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Commentary: The NHL response shows again why Seattle is a world-class sports town and deserves both winter sports

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On this Oscar Sunday, the award for the best performance by a local fan base... goes to Seattle – a city that took just 12 minutes to reach its goal of 10,000 season ticket deposits for an NHL team. A city that reached 33,000 deposits in about 30 hours!

Seattle, you’ve outdone yourself once again.

If there was any concern that there wouldn’t be interest for a winter sports franchise, this week settled it in a huge way. The NHL is coming, and it WILL succeed. Just like the NBA should’ve never left and should’ve been replaced a long time ago ever since it did.

And it also sends a message to the NBA stalwarts in the area: Stay vigilant. Keep the faith. And continue to use the fantastic grass-roots effort demonstrated by the NHL to Seattle crowd over the last five years as an example that it does work – clearly not on our timeline, but it will happen in the end.

I was asked earlier this week how I would reconcile my thoughts about the location of the arena – how a renovated KeyArena clearly didn’t deter initial interest from NHL fans from putting down their deposits. And while the support exceeded my (and everyone’s) expectations, that doesn’t mean that a great majority of fans wouldn’t still prefer the arena to be somewhere else.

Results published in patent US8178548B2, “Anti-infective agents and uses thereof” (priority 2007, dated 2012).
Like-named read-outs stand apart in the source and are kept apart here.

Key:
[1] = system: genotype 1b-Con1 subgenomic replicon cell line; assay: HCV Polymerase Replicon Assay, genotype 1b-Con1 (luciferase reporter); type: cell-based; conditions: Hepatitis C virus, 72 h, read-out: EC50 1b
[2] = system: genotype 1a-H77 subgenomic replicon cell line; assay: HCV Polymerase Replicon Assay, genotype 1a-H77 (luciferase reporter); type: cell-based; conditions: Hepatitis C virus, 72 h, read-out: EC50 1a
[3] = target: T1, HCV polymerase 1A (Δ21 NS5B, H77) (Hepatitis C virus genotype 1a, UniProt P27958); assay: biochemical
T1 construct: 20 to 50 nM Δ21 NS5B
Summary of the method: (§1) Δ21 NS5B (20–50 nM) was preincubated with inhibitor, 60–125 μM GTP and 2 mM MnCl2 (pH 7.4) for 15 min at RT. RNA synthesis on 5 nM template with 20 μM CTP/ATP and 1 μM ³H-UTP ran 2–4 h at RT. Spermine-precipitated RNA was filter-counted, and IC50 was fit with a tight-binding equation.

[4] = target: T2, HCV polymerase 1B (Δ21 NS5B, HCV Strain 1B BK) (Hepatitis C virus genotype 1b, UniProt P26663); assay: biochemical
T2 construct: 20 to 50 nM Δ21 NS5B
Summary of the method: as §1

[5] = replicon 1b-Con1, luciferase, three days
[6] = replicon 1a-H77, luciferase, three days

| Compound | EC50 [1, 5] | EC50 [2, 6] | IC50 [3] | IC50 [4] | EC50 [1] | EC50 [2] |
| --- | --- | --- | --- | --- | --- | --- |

As many of us have said from the beginning: You could put the arena behind a dumpster in a narrow alleyway, and we’d still go if it meant bringing the Sonics back to Seattle.

Clearly, that’s also the mindset with the NHL: Give us something tangible, and we’ll be there. All we want is a team!

Which is why this week was so incredibly important – not only for the NHL, but also the NBA. All the haters and ignorant people outside this city can continue to promulgate the myth that the Sonics left because of a lack of fan support, but we all know the real reasons. And this was a reminder: Seattle has a fanbase ready, willing and able to support the NBA’s return. The league might be doing fine without Seattle, but in my opinion, it’s still missing a huge opportunity by not being here.

Finally, I’d like to address the “There are more important things than sports” crowd. Of course there are. Of course we’d all like to eradicate homelessness and address income equality and create a harmonious utopia where seven protestors aren’t shutting down traffic for hours.

But sports ARE special. Sports DO have a purpose. They DO have cultural value – and they ARE more important than you think.

It’s the reason 25,000 people put at least $500 down for pro hockey tickets in just one day. It’s why a sellout crowd of 8,319 showed up in Everett to watch the Silvertips last night, and why a crowd of more than 40,000 showed up at CenturyLink Field for the Sounders opener today.

And I’d argue that in this turbulent political time, local sports gives us all a chance to stand united, and put those differences aside. For one purpose. For one city.

That’s why the NHL will succeed here. And eventually it’s a big reason, the NBA will succeed again here too.

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